When we meet the risen Christ, we are given peace and life and a relationship of love and life with the Triune God, which gives us peace and confidence to trust God’s authority in our lives and follow it, to act on our faith in the world.
Pr. Joseph G. Crippen, Second Sunday of Easter C; texts: Acts 5:27-32; John 20:19-31
Sisters and brothers, grace to you, and peace in the name of the Father, and of the + Son, and of the Holy Spirit. Amen
This is a remarkable change. An amazing change. A surprising change. Pick the adjective you want, the apostles in Acts 5, our first reading, are very different from the ones of John 20, our Gospel. In John, they’re frightened, locked behind closed doors, fearful of the Sanhedrin, the Jewish council who had condemned Jesus and urged his execution. In Acts, only a few months later, they find themselves under arrest for preaching about Jesus’ resurrection, and they stand before that very council of their own authorities and fearlessly refuse to stop their preaching. In effect, they challenge the council to do what it has to do, but they will not stop telling everyone they can about Jesus. They have no fear of earthly authority. They know who the true authority of their lives is, and they won’t back down.
It’s nothing short of miraculous, this transformation. From cowed, hiding followers to brave, fearless leaders in only a few short months, something happened to them which changed them. And the Bible says that what happened is they met Jesus alive, after they had seen him killed. And nothing was ever the same for them again.
All of which raises the question for us: do we share such faith? Do we have such confidence in the authority of God in our lives that we can be so fearless? Willing to face death rather than disobey God? Unafraid of anything anyone could do to us, and completely focused on our call to proclaim and serve the risen Lord?
Maybe we have to start with another question: do we even want such zeal?
Our living out of our faith can sometimes be a quiet one. And we can, at times, be fine with that.
In a pluralistic society it’s not really even a question anymore whether we’ll be challenged in court to defend our faith and our discipleship, our actions. And since we aren’t persecuted for our faith, arrested for our faith, we have the luxury of considering faith a completely private affair if we want.
In a tolerant America, about the only offensive faith action you can do in the eyes of many is try to convince your neighbor to believe what you believe. Groups which proselytize, which loudly proclaim what they believe in public, on the air, in the media, make a lot of the country uncomfortable. Perhaps including us.
In fact, given the rationale many terrorists give for their actions, that of obedience to the commands of God, and adherence to the dictums of their faith, many Americans, perhaps including us, find unquestioning obedience to God distasteful, if not downright dangerous.
Add to this the reality that some Christians in particular are trying to, as they put it, re-claim this country for Christianity, in effect re-writing our history to suggest the founders intended this to be a Christian nation, and trying to assert that we should be again.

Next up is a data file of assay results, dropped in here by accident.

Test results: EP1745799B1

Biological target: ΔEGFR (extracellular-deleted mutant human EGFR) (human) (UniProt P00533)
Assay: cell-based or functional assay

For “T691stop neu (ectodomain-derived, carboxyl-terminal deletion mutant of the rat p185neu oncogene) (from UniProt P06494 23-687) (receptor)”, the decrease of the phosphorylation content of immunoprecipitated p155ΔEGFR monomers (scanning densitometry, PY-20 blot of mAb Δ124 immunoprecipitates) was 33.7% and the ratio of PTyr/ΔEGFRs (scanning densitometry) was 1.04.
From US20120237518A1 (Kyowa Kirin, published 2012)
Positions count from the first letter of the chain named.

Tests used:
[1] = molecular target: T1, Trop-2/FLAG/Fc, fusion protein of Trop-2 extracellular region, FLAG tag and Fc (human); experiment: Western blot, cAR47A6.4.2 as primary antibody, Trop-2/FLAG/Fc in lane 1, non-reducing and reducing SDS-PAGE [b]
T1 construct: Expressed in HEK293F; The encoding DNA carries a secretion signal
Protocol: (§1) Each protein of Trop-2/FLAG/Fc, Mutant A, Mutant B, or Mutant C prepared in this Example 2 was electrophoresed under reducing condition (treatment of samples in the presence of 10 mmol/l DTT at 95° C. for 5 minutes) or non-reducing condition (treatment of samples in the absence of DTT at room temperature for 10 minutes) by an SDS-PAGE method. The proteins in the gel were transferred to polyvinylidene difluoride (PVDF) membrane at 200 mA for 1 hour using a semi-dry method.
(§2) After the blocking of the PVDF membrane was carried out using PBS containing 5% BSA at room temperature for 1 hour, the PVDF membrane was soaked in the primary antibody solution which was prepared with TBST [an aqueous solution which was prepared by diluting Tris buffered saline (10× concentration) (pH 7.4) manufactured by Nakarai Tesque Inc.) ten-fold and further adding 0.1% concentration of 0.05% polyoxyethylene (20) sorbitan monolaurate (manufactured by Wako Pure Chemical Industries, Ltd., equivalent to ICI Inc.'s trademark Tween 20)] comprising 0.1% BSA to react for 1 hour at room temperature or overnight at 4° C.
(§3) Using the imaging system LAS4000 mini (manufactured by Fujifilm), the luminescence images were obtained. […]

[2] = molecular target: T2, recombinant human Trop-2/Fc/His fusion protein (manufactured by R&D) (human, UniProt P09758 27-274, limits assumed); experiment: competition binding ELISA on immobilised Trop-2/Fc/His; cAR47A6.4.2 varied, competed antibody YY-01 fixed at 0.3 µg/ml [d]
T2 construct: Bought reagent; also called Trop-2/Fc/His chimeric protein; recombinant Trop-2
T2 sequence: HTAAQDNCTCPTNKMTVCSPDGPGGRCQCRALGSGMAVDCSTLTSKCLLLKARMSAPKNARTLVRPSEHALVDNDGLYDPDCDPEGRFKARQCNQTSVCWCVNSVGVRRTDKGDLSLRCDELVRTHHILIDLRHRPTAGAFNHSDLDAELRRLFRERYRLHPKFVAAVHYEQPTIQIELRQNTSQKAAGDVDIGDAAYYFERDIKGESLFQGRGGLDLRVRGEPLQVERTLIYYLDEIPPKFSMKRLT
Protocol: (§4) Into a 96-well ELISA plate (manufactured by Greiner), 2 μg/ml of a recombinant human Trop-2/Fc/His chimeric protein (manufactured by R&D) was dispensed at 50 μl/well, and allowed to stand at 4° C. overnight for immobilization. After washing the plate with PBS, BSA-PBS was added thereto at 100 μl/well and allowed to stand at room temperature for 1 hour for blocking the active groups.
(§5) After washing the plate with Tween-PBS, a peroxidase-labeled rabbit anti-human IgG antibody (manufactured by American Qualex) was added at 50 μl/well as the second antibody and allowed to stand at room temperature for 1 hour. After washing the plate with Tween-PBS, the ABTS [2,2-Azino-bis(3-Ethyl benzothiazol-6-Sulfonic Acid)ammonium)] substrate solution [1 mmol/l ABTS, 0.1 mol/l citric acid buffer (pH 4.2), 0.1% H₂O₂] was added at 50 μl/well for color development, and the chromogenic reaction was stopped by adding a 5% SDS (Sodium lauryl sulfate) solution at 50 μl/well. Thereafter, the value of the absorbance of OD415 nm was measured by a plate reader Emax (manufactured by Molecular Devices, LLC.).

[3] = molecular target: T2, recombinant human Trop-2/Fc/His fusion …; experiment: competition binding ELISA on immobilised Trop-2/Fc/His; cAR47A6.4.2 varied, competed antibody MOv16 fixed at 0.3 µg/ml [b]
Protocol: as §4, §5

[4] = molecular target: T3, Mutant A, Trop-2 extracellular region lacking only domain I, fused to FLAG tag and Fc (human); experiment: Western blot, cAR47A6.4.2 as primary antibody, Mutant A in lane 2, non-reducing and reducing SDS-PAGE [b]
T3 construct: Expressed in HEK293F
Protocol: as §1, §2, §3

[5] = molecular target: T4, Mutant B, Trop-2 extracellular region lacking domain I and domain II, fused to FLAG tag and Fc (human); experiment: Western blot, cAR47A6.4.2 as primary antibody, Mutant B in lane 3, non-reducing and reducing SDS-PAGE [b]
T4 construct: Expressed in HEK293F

So last week in North Carolina some legislators introduced a bill which would exempt North Carolina from the federal constitutional mandate that no law may be made respecting an establishment of religion. They wanted to make Christianity the state religion of North Carolina, and be exempt from federal laws prohibiting any such favoritism. The bill has since been removed from consideration. But I’m sure they believed they were acting according to the mandates of their faith. I’m sure they looked to Peter and the apostles today as their proper forebears.
So here’s the hard thing: if we disagree with the obedience terrorists claim to God, if we disagree with these legislators, then potentially this means we believe what the apostles are doing in Acts is unacceptable to us, inappropriate, perhaps dangerous.
And that puts us in a bit of an awkward spot, doesn’t it, given that we call ourselves disciples of the same risen Lord Jesus?
The witness of the early Church got the witnessers into trouble at many turns. They were considered rabble rousers, and many were executed for their preaching and teaching. They harmed the economies of towns and villages and cities by preaching against false gods which threatened the economic system that the worship of such gods generated. They harmed the quietness of the same places by preaching about this risen Jesus and inviting, exhorting, calling to people to leave all they believed and come to a new faith, a new life.
The last thing faith was to these early believers was private.
It seems there’s a gap between our expectation of how one should live out one’s faith in the public sphere and the expectation of the disciples of Jesus. And as soon as someone’s faith convictions lead them to involvement in politics, in urging the government to act, in speaking out for what they believe and trying to influence public policy, many of us get nervous.
As the events in North Carolina show, recently it has been right-wing Christians who want to inflict their views and beliefs on all of us. Many of us think that is wrong of them to do. But are we thereby shirking our call as disciples?
This actually is a familiar American difficulty with nuance and subtlety. We’re not very good at that. This is not a question, it turns out, of complete quietism and keeping one’s faith to oneself on the one hand and terrorism, Nazism, fascism, or American Christian theocracy on the other.